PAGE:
New Contributors and Nepal Earthquake – Transcription

Okay, everybody. We’re going to go ahead and get started so that we can roll through these and then as a reminder, as soon as we finish the last talk, we’re going to very safely go past this had area out to the terrace and get organized for that satellite and photo portrait portrait. So our first speaker is David Parr. He is at Metro State University down in Denver. And he is going to talk to us about using OSM with the Nepal earthquake. Hey, good morning, everyone. Is this on? Good morning, everyone. So, yeah, my name is David Parr. I’m an assistant professor of geospatial sciences. And I teach in a small suburb of Boulder called Denver. And today I want to talk about what happened around the new contributors and the Nepal earthquake in 2015. And really my talk is designed around the issue of, you know, why do we care about data quality of online spatial data? I know there’s been a lot of talks about data quality, but I want to sort of talk about obviously why it’s important in a critical situation, but also how do we measure and why do we care about it? And so, as an educator, I think about data quality a lot because I want to be able to teach my students what they need to know about spatial data quality. And so if you think about it, as consumers, why do we care about the quality of data that we get? As data creators, and a lot of us in the room are data creators. All of us are data creators. How do we ensure and communicate the quality of the data that we have? And as an instructor I really think how to teach data quality to my students to they understand the importance and the aspect. What could possibly go wrong? I don’t if you remember, in the Bosnia conflict, can embassy was bombed and the U.S. blamed it on spatial data quality. It’s important with the quality of the data that we use. So from an academic point of view, we lump geospatial data quality into six characteristics. The lineage of the data, the history of the geographic data set, the accuracy particularly the positional accuracy how closely does the data represent its true position on the ground? And then, of course, attribute accuracy. Is it the thing we say it is? The right characteristics? Logistical consistency. Not from OpenStreetMap, but I once downloaded a database of Starbucks locations. Sometimes it’s Starbucks with a capital us, sometimes a lower-case S. And sometimes two words. And my favorite, Starbucks with dollar signs instead of Ss. Logical consistency. How to be consistent with data. And completeness. Do we have all the data that we need? And finally, the usage, purpose and constraints. What’s the purpose of the data? Who can use it and what are the limitations of the data that we have? And then the last aspect, all geographic data, all spatial data has some sort of temporal quality. An aspect. It was created for a particular time, at a particular time or only good for a particular time. So that temporal quality isn’t something we always think about. But it’s important when we talk about data, particularly in the event of a crisis. Because in the event of a humanitarian crisis, who created the data and when, how long is it good for? It’s of critical importance. So when we get to talk about data quality in OpenStreetMap, the traditional ways that we think about data quality in GIS change quite a bit. So the traditional ways are sort of either using ground data, ground truthing to look at the data, or to compare against authoritative datasets. But a lot of research in OpenStreetMaps has looked at both how accurate is the data to other datasets? How accurate on the ground? But also the changes to do more changes in OpenStreetMaps lead to more accurate data? And the answer is generally yes. The more times that a feature has been changed, the more accurate that feature is on the ground in terms of positional accuracy. That’s a unique way to measure the data quality of OpenStreetMap. Is to think about in general how many changes which impacted the data? How often has that changeset been done so we have an idea how accurate that data might be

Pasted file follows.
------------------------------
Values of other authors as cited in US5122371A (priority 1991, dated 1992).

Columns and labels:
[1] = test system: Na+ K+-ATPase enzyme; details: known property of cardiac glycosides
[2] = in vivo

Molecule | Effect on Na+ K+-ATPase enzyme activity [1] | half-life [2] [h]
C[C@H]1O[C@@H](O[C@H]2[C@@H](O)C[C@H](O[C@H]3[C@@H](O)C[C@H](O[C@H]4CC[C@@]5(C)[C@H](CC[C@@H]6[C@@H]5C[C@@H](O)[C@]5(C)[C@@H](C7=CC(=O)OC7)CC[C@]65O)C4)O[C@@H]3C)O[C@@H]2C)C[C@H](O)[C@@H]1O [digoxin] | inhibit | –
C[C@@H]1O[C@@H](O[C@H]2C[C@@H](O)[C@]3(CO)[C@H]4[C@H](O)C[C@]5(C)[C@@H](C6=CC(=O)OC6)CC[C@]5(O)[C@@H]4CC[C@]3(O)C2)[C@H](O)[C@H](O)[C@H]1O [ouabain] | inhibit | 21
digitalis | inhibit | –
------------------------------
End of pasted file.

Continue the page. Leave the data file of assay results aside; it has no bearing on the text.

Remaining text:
And, of course, in a crisis, maintaining reliable and accurate data and giving it to relief workers is of utmost important. It’s a life or death matter. Really what I’m looking at is the 2015 earthquake, the response, and how it prompted a crisis. And then a resolution and OpenStreetMap and humanitarian and the HOT, humanitarian OpenStreetMap team. Measuring the earthquake and the number of mappers and increase in mapping activity. The social and communication processes around the increase to address the problem with the number of increased users. And then whether or not the novice mappers, the new mappers, included novel users, had a net positive or negative impact to the project. And so I’m sure many of you were involved. But a quick background. The Nepal earthquake hit in April of 2015. There were around 8,000 reported dead. There was widespread damage across the country. And in addition to both Kathmandu, also many of the rural outlying areas, there was a huge relief effort that came in immediately from around the world. Both in terms of NGOs, international NGOs and relief agencies and government responses. And not to get too much into the politics of it, but it was exacerbated bit fact that Nepal has been in a constitutional crisis for the previous year before that. So their government was not in a state to be able to respond effectively to the crisis. In addition, Nepal has an amazing OpenStreetMap program called Kathmandu Living Labs. So they really took ownership of being the ontheground agency for working oneonone with the relief agencies. They would print off maps on a daily basis for the Red Cross as well as Doctors Without Borders to give up to date information as it came in and verify information on the ground. So they were critical to this effort. Having that local relief agency already set up and running was pretty spectacular. And so if you look at the response around the world, you see it’s actually a pretty incredible response. So unfortunately this chart is log rhythmic. So that red box is the date of the Nepal earthquake. And the number of people who mapped in Nepal the ten days prior and the ten days after. And what those numbers it’s a little bit hard to read but there was actually a tenfold increase in the amount of mapping activity in terms of the changes in adds and deletes from the ten days after pretty consistently to the ten days before. So a huge response. Even more impressive, if you take all of the people who had mapped in Nepal, had added OpenStreetMap data in the previous ten years of OpenStreetMaps back to the inception of OpenStreetMaps, there were about a thousand more users who joined after the ten days after the earthquake and started mapping. So there were more people who joined after OpenStreetMap after the earthquake and mapped than there were in the previous history of mapping in Nepal. So the amount of response was pretty incredible from around the world. Which is great, except, of course, it also creates a problem in that at the time, the infrastructure wasn’t there to accommodate that widespread amount of new users. And just sort of some of the discussions that were going on, thinking about, well, how do we how do we change what we’re doing and who we are letting in? So there was sort of one category of people who were interested and maybe making sure that we don’t allow new mappers, novice mappers who maybe don’t understand the issues of data quality to map in the event of a crisis. And then, of course, there’s the opposite side of the group. The group that were saying, well, the whole point of OpenStreetMap is to be open, and we need to maintain its openness, but we need to have a way to both balance the open infrastructure and maintain that critical response. And so there was a member who said we have to adapt to an awesome contribution. We need more people, at the same time we have to adapt to various ways to crowd sourcing as we see problems arise. We saw a lot of messages come across the HOT email list with subjects of “Argh”! From frustration. But it was the new user opportunity. And a new user wrote in, I am a newcomer. I’m not a GIS scientist and I learned on the job. However, I think I’m perfectly capable in making a contribution and the OSM process isn’t clear. To talk about more, I’m sure you are aware of how HOT adapted. But one of the first questions I wanted to understand is, did the new contributors have a generally positive or negative impact? So if we actually look at the number of users before and after, users who had more experience, who had joined OpenStreetMap before the earthquake, in general contributed more on average. But so about a little over twice as much on average than new users. Which you might expect. However, the percentage of features that were modified or deleted or changed was slightly higher in the more established users, the users who had joined OpenStreetMaps after than the ones who had joined before. So 20% for users who had joined after sorry, joined before the earthquake. 12%, almost 13% for those who had joined after. Now, that’s not a strict measure of data quality, but it indicates that the problem might have been slightly overblown. Of course, there’s also other issues with positional action in data quality which is that we don’t know how inaccurate the data was. So was it a small change or a large change? But overall there wasn’t a substantive difference in terms of in terms of the process of data quality between older users and newer users. And so yeah. In general a much a much more active response. And so the solution from the humanitarian OpenStreetMap team was both a social and technological change. Socially they created a bunch of new resources, And having experienced reviewers check work. You have the option to request work to be checked in the event of a mapathon. And a technical change of implementing the tasking manager which is now on tasking manager version 3 to provide specific instructions and guidance to users. So it’s been incredibly successful. In the recent hurricanes, we have seen the amount of mapping activity has been much, much faster in terms of response. So really, I think what we see here is a classic example of a crisis. Implementing change in both the technical side and the social side. And in coming up with a new solution. And one of the reasons why I wanted to talk about this today is that there are some very large potential humanitarian threats that could be occurring. And so I think it’s I think maybe it’s time to start thinking about planning for the unthinkable. Not trying to have a doom and gloom scenario, but I think it’s in terms of humanitarian threats today and the world that we live in and the political situation, I think it’s a realistic idea to think about, how do we respond in the number of disasters and the number of threats that we have? And even the scale of threats that we have. Not to end on doom and gloom, on a slightly lighter side. Of course, crisis is opportunity. Crisis is what makes things change and bloom and turn into something new. So I wanted to leave you there with that thought. Don’t be afraid of new contributors. But also that every time you come into a crisis we come up with hopefully a better solution from our community. Thank you. That’s my time. Questions? [ Applause ] We have five minutes for questions. So anyone with questions for David Parr? AUDIENCE: I’m interested in those percentages of modified edits. It was interesting to think that the people there would have 20% change and 12% for the folks afterward. I feel like the denominator on that, how do we know that someone put eyes on all of the features? Or how do you know that you have a comprehensive set of review? Like do you feel like you could be potentially missing things? Or do you feel like those numbers are really comprehensive? In terms of the amount so the question is is the question do I think that I’ve matched found all the reviewed data? What I looked at is data that was created after data that was edited after the earthquake. So I looked for version increases in any data that was either created any data in Nepal that was in the region. AUDIENCE: So I guess the question is, there was so much data created. How do we know there was a secondary set of eyes put on all of that new data? Could there just be a bunch of raw data that hasn’t been edited yet because there hasn’t been sufficient review? Absolutely. The question is, how do we know the data is created. I don’t. I looked at the data ten days before and after the earthquake. So it’s certainly possible that there were longer term changes that were implemented. People went back and reviewed the data as a longer term process. So the answer is, I could go back and compare what data has increased in version number since that tenday period to get a sense of it. Yeah. AUDIENCE: Thank you. AUDIENCE: Hi. So you’re using the increased version number as a proxy for data quality. Right. AUDIENCE: Does that include different contributors increasing the version numbers, or could be the same contributor editing the same object a number of times. Do you have a sense is there some sort of literature that points us in the direction of which one is a better measure of quality or which one are you looking at for both? There is a paper I don’t remember the author off of the top of my head. There is a paper that looks at version number and who created it and when. And their actual theory is that there’s a density metric of improvement. That things in a given area it’s not just version number itself. But version number and lots of changes in the same area. So the idea is that if somebody’s if there’s a group of people or an individual looking at a particular area and they’re going through and making changes, that area is going to have a higher data quality. [ Away from microphone ] Yeah. I didn’t go through and measure the number of users making those individual edits. Yeah. So I don’t know. That’s a good question. That could be a good followup paper. Yeah. That’s good. One more short question? No? Thank you. Okay. Thanks. [ Applause ]